Writer's Journey | Chapter 3: When The COVID-19 Pandemic Hit...
My mind adapted, flourished, waned... and it eventually became silent.
When the pandemic first hit, I did the very best I could to keep to my normal routine.
Sure, I worked from home, stayed in my PJs, ordered take-out every other day, and washed my hands constantly even though I never left the house, but besides that, I kept my writing routine.
With some extra time and a cozier lifestyle, I couldn't stop writing. I daydreamed about my stories, and I wrote every single day, constantly thinking of the day my collection of short stories is published.
I didn't lose motivation when it came to my creative writing. In a strange way, I think I gained some...
Until life's challenges began to overstay their welcome and invite guests to whom I never offered my home.
It hurts to see such devasting news every day, but the world is so big and I am merely star dust. I help as best I can through education and donations, but I can always change the channel or radio station.
You cannot turn off the ongoing events of your own personal life, no matter how painful or stressful or terrifying they are.
As soon as the personal challenges piled on, that is when I lost my creative energy.
I had no desire to write, to go on social media, to read a book, to do yoga...
My mind went silent. I could no longer see the green rolling hills of the eastern kingdom of my D&D campaign. I could no longer imagine the cover of my upcoming book. I could no longer remember the layout of Tankards & Tales, the inn and tavern of The Sage.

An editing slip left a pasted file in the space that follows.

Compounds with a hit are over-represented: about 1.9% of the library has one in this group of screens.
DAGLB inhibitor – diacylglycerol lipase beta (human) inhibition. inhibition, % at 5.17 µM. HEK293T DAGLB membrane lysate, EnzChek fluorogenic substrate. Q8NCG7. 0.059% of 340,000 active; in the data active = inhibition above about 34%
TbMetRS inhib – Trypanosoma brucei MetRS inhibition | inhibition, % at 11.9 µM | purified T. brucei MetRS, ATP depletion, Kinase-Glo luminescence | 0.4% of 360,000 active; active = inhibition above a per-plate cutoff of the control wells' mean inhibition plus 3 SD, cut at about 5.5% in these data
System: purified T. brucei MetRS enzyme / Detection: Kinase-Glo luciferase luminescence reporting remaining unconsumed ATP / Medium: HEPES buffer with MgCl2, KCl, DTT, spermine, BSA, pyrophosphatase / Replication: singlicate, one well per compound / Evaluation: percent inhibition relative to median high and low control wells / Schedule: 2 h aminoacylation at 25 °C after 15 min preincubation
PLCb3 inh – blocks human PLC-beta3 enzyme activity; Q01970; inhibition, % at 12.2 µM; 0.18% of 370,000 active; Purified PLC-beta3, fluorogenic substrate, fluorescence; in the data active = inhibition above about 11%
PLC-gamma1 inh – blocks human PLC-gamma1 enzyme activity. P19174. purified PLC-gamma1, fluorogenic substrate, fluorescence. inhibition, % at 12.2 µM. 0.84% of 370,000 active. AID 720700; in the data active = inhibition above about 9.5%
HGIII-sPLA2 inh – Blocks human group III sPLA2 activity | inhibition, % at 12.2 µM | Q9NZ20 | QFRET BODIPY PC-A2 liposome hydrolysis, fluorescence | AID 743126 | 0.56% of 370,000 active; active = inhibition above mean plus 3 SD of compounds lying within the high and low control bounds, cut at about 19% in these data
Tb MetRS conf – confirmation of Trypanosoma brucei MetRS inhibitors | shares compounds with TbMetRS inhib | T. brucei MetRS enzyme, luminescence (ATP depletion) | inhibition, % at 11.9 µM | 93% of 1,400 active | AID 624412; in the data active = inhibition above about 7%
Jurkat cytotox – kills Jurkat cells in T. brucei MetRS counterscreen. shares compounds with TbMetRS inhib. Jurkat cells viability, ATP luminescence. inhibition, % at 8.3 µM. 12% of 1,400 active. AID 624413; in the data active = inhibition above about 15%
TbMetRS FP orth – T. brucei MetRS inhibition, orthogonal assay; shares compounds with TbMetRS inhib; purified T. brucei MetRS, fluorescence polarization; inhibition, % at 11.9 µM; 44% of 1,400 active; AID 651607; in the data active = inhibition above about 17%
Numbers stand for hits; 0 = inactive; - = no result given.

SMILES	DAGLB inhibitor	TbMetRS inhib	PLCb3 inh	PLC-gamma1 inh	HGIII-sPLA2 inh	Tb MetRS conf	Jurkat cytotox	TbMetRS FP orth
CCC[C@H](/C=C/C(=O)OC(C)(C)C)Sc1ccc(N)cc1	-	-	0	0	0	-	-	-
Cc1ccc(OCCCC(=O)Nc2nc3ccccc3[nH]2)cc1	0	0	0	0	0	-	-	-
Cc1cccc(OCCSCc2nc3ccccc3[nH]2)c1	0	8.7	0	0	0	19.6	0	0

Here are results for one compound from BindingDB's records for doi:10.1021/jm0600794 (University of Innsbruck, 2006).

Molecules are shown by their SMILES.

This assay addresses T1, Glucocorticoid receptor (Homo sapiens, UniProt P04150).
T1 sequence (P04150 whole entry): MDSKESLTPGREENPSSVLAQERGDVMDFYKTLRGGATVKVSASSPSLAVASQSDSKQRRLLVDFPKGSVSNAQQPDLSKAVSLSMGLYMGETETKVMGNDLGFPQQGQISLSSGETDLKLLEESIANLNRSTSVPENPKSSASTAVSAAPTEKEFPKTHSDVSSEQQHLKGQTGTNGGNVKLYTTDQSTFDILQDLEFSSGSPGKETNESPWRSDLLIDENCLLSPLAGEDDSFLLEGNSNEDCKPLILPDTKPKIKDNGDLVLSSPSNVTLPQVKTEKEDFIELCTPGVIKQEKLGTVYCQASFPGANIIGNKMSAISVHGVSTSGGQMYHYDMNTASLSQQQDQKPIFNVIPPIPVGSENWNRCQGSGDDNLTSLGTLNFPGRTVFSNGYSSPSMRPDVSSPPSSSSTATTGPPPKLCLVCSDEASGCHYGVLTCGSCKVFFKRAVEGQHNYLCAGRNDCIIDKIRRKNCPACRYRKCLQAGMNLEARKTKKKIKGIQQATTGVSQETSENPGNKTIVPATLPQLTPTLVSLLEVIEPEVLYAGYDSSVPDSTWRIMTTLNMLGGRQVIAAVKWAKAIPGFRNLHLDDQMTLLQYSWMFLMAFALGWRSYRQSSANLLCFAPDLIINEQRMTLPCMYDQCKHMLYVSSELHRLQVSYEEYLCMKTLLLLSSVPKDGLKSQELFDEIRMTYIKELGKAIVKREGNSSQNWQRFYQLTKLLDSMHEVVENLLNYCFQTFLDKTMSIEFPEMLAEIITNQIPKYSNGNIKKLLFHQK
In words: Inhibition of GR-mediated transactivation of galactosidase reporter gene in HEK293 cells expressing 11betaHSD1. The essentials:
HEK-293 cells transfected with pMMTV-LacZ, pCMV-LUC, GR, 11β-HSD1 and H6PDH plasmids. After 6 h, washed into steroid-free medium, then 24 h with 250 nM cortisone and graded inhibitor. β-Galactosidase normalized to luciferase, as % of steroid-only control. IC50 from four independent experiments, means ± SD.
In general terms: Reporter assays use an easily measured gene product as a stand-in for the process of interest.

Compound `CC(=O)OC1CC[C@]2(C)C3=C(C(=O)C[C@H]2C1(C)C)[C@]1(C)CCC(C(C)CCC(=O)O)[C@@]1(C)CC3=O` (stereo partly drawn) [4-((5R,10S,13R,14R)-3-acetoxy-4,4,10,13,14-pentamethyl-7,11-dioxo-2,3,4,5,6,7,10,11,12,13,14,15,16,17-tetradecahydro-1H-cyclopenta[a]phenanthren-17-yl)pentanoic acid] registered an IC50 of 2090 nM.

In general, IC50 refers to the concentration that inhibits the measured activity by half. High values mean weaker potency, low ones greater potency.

Without my daydreams, I cannot write. I see the stories I write behind my eyelids, and without that, I cannot find the words.
My writer's block lasted for about five months, and for most of it, I felt guilty.
Writers are the absolute worst to themselves. If we're not writing, we are so quick to strip ourselves of our title. How silly, really, when half of the writing process is staring into space and thinking about what it is you're going to write.
Overtime, I learned I could not daydream, because I required personal attention from myself. I couldn't escape the inevitable.
Challenges bring on a state of change that cannot be ignored. The lands of my imagination had to wait.
I spent much of my time reflecting about myself and my life, and I learned quite a bit. With that, I've been able to shift my perspective on several different aspects of my life. This kind of change requires time. I needed to settle in this new mindset I was attempting to take on.
All the while, I made sure I lived my life to solidify this mindset with new encounters.
I connected with my friends. I strolled through parks and hiked up mountains. I biked around my town. I hosted a short virtual D&D campaign. I went camping for the first time.
It all enforced my new mindset which can be put in two short sentences:
Do your best. Do what you can with what you have and know that that's enough.
If this isn't proof enough, I'm writing again, and it feels wonderful. Some days are tougher than others to get the words written, but my mind is buzzing again with story ideas and concepts. I absolutely love it.
I'm still working on my collection of short stories. I have two stories left that I need to finish drafting. Then, it's on to the editing stage. I'm dreading it, but I can't wait to see how much better my stories will be once I'm on the other side.
I've got a few episodes lined up for my podcast. I'm thrilled to bring stories back to your ears starting October 7 when I'll be going back to my monthly schedule.
I also have a few new ideas for content. I'd love to host a few writing sprint sessions on my Facebook page or maybe give Instagram story updates about my writing projects. I'm also hoping to maybe write up a D&D one-shot adventure for beginner DMs and players. I don't know! We'll see what actually happens.
For now, I'm happy to be back to a place where I'm a writer who is actually writing and who is sharing her journey with all of you.